Senior officials working on Operation Warp Speed held a briefing on Thursday where they laid out how a future vaccine would be prioritized and when the public can expect it to be released.
Paul Mango, the deputy chief of staff for policy at the Department of Health and Human Services, had three main messages: The project is on track to meet its timeline goals; the department is “maximizing” the probability of having tens of millions of vaccines by January 2021; the regulatory standard against which a vaccine is judged will not be affected by the accelerated timeline.
WHAT’S THE IMPACT: VACCINE PRIORITIZATION
Along with discussing the department’s vaccine investments, senior officials also addressed how vaccine distribution will be prioritized.
Dr. Francis Collins, the director of the National Institutes of Health, said that the elderly (especially those in nursing homes), healthcare workers and other high-risk individuals like those with chronic illnesses will be the first to get a vaccine.
“The plan here does include having tens of millions of doses ready to go, which is unlike anything that’s been done before,” said Collins. “But that won’t be enough on day one for everybody in the United States. So we would want to prioritize those people at higher risk, who would, therefore, get the greatest benefit from being early immunized.”
As far as costs are concerned, Mango said that the federal government will pay for the procurement and distribution of enough doses of a vaccine for every U.S. population.
For the administration of the vaccine, Mango said there will be funds to pay for both Medicare and Medicaid members as well as funds in the Provider Relief Fund for uninsured individuals. He also said that through talks with commercial insurers, most of them have agreed to have zero copays for the administration of the vaccine.
“What we’re hoping is that every American will not only get a free vaccine distributed to many different outlets but also will not have to pay anything for the administration of that vaccine,” Mango said.
WHAT’S THE IMPACT: VACCINE TIMELINE
Although the ultimate goal of Operation Warp Speed is to get a vaccine out by January 2021, there have been some estimations that a vaccine could be out as early as October 2020.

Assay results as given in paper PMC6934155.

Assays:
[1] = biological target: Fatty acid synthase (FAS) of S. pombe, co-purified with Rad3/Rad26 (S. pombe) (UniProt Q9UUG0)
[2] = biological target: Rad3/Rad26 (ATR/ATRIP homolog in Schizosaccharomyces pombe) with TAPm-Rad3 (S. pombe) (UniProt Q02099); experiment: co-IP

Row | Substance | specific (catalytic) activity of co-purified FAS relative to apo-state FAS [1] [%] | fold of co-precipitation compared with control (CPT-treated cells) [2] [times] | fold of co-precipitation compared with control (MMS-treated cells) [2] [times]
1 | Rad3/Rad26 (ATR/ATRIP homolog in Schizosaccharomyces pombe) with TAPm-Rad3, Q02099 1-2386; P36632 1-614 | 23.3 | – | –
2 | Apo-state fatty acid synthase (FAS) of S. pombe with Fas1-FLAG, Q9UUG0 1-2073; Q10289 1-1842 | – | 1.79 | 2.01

The possibility of a vaccine being ready by then would take a “miracle,” according to Collins.
“The only way I could imagine that [a vaccine would be ready] is if, in fact, one of the Phase 3 trials that are now underway enrolled at just absolute record speed, turned out to be 100% effective,” he said. “I would not expect to see, on the basis of what we know scientifically, that we’d be at the point where FDA would have the chance to make such a judgment until considerably later than October 1.”
At the earliest, Collins said a vaccine could be ready by November or December.
THE LARGER TREND
Operation Warp Speed was created to deliver 300 million doses of a COVID-19 vaccine by January 2021 by compressing what is normally a 73-month process of creating a safe and effective vaccine to 14 months.
It includes components of HHS including the Centers for Disease Control and Prevention, the Food and Drug Administration, the National Institutes of Health and the Biomedical Advanced Research and Development Authority. It also includes the departments of Defense, Agriculture, Energy and Veterans Affairs.
The project plans to accomplish its goal by investing in vaccine manufacturing. Most recently, HHS and DoD invested $ 1.5 billion into Moderna to manufacture and deliver 100 million doses of the company’s COVID-19 vaccine candidate.
“Making up-front investments in manufacturing and mitigating much of these financial risks for the companies is key to maximizing the probability, as I said previously, that we’ll have a safe and effective vaccine to start distributing no later than January 2021,” said Mango. “This means making billions of dollars in investments with the promise of saving tens of thousands of lives and achieving a multi-trillion dollar return.”
In addition to that investment, the federal government has deals with Johnson & Johnson, Pfizer, Novavax, AstraZeneca, and Sanofi and GlaxoSmithKline for their respective vaccine candidates.
ON THE RECORD
“We are achieving our key timing milestones,” Mango said. “Everyone involved in Operation Warp Speed much about which to be proud of thus far. From our public health experts and scientists to our private sector partners and everyone who has laid the groundwork for this project.”
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